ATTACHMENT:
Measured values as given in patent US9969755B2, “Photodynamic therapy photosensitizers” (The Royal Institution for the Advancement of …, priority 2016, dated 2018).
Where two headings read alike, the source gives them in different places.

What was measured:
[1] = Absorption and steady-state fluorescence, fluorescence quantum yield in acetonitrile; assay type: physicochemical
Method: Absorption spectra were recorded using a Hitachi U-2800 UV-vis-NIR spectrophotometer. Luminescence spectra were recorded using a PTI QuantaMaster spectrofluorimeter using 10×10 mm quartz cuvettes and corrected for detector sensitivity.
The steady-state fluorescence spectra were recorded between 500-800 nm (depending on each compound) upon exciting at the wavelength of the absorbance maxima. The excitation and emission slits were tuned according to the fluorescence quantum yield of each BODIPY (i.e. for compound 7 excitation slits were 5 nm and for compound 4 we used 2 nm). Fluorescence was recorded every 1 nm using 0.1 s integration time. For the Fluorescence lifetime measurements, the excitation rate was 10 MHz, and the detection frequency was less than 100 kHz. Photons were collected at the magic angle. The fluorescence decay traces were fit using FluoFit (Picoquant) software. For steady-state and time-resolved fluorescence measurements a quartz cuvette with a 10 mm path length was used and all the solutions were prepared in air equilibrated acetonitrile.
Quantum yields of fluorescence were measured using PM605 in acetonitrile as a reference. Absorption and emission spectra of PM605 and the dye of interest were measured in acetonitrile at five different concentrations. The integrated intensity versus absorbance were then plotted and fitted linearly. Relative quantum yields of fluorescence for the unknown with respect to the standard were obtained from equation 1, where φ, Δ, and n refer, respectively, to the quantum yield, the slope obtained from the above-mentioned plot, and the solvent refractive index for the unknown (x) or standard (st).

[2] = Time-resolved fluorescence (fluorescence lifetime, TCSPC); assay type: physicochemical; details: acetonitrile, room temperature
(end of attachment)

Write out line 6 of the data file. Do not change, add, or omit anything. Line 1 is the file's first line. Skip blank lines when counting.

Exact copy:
The steady-state fluorescence spectra were recorded between 500-800 nm (depending on each compound) upon exciting at the wavelength of the absorbance maxima. The excitation and emission slits were tuned according to the fluorescence quantum yield of each BODIPY (i.e. for compound 7 excitation slits were 5 nm and for compound 4 we used 2 nm). Fluorescence was recorded every 1 nm using 0.1 s integration time. For the Fluorescence lifetime measurements, the excitation rate was 10 MHz, and the detection frequency was less than 100 kHz. Photons were collected at the magic angle. The fluorescence decay traces were fit using FluoFit (Picoquant) software. For steady-state and time-resolved fluorescence measurements a quartz cuvette with a 10 mm path length was used and all the solutions were prepared in air equilibrated acetonitrile.